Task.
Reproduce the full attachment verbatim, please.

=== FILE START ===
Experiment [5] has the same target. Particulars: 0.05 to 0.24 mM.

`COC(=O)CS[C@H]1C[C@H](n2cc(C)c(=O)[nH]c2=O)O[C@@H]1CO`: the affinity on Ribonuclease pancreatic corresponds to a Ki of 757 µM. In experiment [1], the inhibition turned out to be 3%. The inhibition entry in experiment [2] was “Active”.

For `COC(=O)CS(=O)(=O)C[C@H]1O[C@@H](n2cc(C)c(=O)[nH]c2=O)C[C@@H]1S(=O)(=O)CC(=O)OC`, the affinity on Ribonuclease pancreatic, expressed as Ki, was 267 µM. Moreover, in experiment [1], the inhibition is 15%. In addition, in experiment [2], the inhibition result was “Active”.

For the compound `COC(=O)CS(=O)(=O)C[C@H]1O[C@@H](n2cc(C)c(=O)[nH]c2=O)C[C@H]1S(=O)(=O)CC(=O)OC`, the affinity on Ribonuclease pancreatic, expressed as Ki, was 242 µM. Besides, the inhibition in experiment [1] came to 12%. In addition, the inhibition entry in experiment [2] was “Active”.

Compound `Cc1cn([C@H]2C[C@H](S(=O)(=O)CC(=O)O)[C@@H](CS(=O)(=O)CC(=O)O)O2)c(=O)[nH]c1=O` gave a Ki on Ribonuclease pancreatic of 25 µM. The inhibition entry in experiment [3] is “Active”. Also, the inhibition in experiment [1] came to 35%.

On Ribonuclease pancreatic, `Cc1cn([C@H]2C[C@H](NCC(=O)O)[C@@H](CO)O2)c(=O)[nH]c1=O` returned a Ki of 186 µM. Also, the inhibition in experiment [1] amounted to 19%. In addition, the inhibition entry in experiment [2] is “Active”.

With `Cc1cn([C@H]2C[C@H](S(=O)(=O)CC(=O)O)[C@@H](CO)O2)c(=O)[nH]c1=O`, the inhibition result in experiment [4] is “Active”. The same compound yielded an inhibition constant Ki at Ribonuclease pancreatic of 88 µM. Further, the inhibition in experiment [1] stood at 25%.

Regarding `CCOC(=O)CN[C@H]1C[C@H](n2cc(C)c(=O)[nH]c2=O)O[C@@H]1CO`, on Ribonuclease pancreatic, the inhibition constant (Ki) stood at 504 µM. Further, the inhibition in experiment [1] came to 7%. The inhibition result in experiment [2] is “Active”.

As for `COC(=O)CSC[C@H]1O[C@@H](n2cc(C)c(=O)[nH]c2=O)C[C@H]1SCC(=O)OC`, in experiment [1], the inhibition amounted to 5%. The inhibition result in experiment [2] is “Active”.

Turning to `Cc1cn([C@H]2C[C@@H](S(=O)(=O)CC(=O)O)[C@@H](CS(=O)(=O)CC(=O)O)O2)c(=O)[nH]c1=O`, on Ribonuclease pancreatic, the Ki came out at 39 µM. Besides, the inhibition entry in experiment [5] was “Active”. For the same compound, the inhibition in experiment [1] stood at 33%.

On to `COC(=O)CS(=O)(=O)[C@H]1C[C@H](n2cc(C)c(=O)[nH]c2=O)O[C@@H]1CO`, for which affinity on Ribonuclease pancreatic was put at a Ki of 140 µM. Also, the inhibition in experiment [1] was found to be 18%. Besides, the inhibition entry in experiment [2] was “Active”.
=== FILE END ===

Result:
Experiment [5] has the same target. Particulars: 0.05 to 0.24 mM.

`COC(=O)CS[C@H]1C[C@H](n2cc(C)c(=O)[nH]c2=O)O[C@@H]1CO`: the affinity on Ribonuclease pancreatic corresponds to a Ki of 757 µM. In experiment [1], the inhibition turned out to be 3%. The inhibition entry in experiment [2] was “Active”.

For `COC(=O)CS(=O)(=O)C[C@H]1O[C@@H](n2cc(C)c(=O)[nH]c2=O)C[C@@H]1S(=O)(=O)CC(=O)OC`, the affinity on Ribonuclease pancreatic, expressed as Ki, was 267 µM. Moreover, in experiment [1], the inhibition is 15%. In addition, in experiment [2], the inhibition result was “Active”.

For the compound `COC(=O)CS(=O)(=O)C[C@H]1O[C@@H](n2cc(C)c(=O)[nH]c2=O)C[C@H]1S(=O)(=O)CC(=O)OC`, the affinity on Ribonuclease pancreatic, expressed as Ki, was 242 µM. Besides, the inhibition in experiment [1] came to 12%. In addition, the inhibition entry in experiment [2] was “Active”.

Compound `Cc1cn([C@H]2C[C@H](S(=O)(=O)CC(=O)O)[C@@H](CS(=O)(=O)CC(=O)O)O2)c(=O)[nH]c1=O` gave a Ki on Ribonuclease pancreatic of 25 µM. The inhibition entry in experiment [3] is “Active”. Also, the inhibition in experiment [1] came to 35%.

On Ribonuclease pancreatic, `Cc1cn([C@H]2C[C@H](NCC(=O)O)[C@@H](CO)O2)c(=O)[nH]c1=O` returned a Ki of 186 µM. Also, the inhibition in experiment [1] amounted to 19%. In addition, the inhibition entry in experiment [2] is “Active”.

With `Cc1cn([C@H]2C[C@H](S(=O)(=O)CC(=O)O)[C@@H](CO)O2)c(=O)[nH]c1=O`, the inhibition result in experiment [4] is “Active”. The same compound yielded an inhibition constant Ki at Ribonuclease pancreatic of 88 µM. Further, the inhibition in experiment [1] stood at 25%.

Regarding `CCOC(=O)CN[C@H]1C[C@H](n2cc(C)c(=O)[nH]c2=O)O[C@@H]1CO`, on Ribonuclease pancreatic, the inhibition constant (Ki) stood at 504 µM. Further, the inhibition in experiment [1] came to 7%. The inhibition result in experiment [2] is “Active”.

As for `COC(=O)CSC[C@H]1O[C@@H](n2cc(C)c(=O)[nH]c2=O)C[C@H]1SCC(=O)OC`, in experiment [1], the inhibition amounted to 5%. The inhibition result in experiment [2] is “Active”.

Turning to `Cc1cn([C@H]2C[C@@H](S(=O)(=O)CC(=O)O)[C@@H](CS(=O)(=O)CC(=O)O)O2)c(=O)[nH]c1=O`, on Ribonuclease pancreatic, the Ki came out at 39 µM. Besides, the inhibition entry in experiment [5] was “Active”. For the same compound, the inhibition in experiment [1] stood at 33%.

On to `COC(=O)CS(=O)(=O)[C@H]1C[C@H](n2cc(C)c(=O)[nH]c2=O)O[C@@H]1CO`, for which affinity on Ribonuclease pancreatic was put at a Ki of 140 µM. Also, the inhibition in experiment [1] was found to be 18%. Besides, the inhibition entry in experiment [2] was “Active”.